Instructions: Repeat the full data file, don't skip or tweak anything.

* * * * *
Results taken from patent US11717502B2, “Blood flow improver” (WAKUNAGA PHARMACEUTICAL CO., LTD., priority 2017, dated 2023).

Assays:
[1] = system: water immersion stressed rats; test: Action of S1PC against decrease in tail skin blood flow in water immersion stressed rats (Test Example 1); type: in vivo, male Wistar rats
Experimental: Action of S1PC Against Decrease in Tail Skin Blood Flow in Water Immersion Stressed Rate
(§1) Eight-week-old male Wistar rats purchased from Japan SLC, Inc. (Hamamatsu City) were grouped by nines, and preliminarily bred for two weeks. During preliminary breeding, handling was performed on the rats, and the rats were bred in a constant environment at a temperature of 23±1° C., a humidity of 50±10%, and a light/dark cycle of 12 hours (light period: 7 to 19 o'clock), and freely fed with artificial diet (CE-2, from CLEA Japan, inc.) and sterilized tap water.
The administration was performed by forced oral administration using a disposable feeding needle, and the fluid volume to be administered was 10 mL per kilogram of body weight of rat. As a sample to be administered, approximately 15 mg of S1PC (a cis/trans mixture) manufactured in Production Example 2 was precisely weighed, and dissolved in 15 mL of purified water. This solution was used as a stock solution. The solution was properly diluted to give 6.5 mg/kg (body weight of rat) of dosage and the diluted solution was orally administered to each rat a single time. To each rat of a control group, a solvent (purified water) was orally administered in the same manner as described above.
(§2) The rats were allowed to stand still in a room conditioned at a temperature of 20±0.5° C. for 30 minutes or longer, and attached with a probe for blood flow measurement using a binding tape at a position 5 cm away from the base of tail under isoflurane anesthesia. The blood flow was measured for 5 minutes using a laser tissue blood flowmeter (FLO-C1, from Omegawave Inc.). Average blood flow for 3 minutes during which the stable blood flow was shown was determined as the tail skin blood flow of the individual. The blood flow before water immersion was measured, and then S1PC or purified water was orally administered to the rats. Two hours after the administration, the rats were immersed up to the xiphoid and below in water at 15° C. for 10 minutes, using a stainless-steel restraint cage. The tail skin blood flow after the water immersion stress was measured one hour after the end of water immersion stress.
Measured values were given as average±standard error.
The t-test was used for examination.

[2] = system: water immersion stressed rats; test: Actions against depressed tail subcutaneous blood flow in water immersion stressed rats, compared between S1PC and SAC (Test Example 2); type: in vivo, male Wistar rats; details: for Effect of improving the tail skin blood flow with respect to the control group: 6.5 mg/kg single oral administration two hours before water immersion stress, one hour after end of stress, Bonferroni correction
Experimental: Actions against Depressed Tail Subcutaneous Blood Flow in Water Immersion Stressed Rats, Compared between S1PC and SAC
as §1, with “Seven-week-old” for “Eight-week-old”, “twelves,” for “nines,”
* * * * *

Results taken from patent US11717502B2, “Blood flow improver” (WAKUNAGA PHARMACEUTICAL CO., LTD., priority 2017, dated 2023).

Assays:
[1] = system: water immersion stressed rats; test: Action of S1PC against decrease in tail skin blood flow in water immersion stressed rats (Test Example 1); type: in vivo, male Wistar rats
Experimental: Action of S1PC Against Decrease in Tail Skin Blood Flow in Water Immersion Stressed Rate
(§1) Eight-week-old male Wistar rats purchased from Japan SLC, Inc. (Hamamatsu City) were grouped by nines, and preliminarily bred for two weeks. During preliminary breeding, handling was performed on the rats, and the rats were bred in a constant environment at a temperature of 23±1° C., a humidity of 50±10%, and a light/dark cycle of 12 hours (light period: 7 to 19 o'clock), and freely fed with artificial diet (CE-2, from CLEA Japan, inc.) and sterilized tap water.
The administration was performed by forced oral administration using a disposable feeding needle, and the fluid volume to be administered was 10 mL per kilogram of body weight of rat. As a sample to be administered, approximately 15 mg of S1PC (a cis/trans mixture) manufactured in Production Example 2 was precisely weighed, and dissolved in 15 mL of purified water. This solution was used as a stock solution. The solution was properly diluted to give 6.5 mg/kg (body weight of rat) of dosage and the diluted solution was orally administered to each rat a single time. To each rat of a control group, a solvent (purified water) was orally administered in the same manner as described above.
(§2) The rats were allowed to stand still in a room conditioned at a temperature of 20±0.5° C. for 30 minutes or longer, and attached with a probe for blood flow measurement using a binding tape at a position 5 cm away from the base of tail under isoflurane anesthesia. The blood flow was measured for 5 minutes using a laser tissue blood flowmeter (FLO-C1, from Omegawave Inc.). Average blood flow for 3 minutes during which the stable blood flow was shown was determined as the tail skin blood flow of the individual. The blood flow before water immersion was measured, and then S1PC or purified water was orally administered to the rats. Two hours after the administration, the rats were immersed up to the xiphoid and below in water at 15° C. for 10 minutes, using a stainless-steel restraint cage. The tail skin blood flow after the water immersion stress was measured one hour after the end of water immersion stress.
Measured values were given as average±standard error.
The t-test was used for examination.

[2] = system: water immersion stressed rats; test: Actions against depressed tail subcutaneous blood flow in water immersion stressed rats, compared between S1PC and SAC (Test Example 2); type: in vivo, male Wistar rats; details: for Effect of improving the tail skin blood flow with respect to the control group: 6.5 mg/kg single oral administration two hours before water immersion stress, one hour after end of stress, Bonferroni correction
Experimental: Actions against Depressed Tail Subcutaneous Blood Flow in Water Immersion Stressed Rats, Compared between S1PC and SAC
as §1, with “Seven-week-old” for “Eight-week-old”, “twelves,” for “nines,”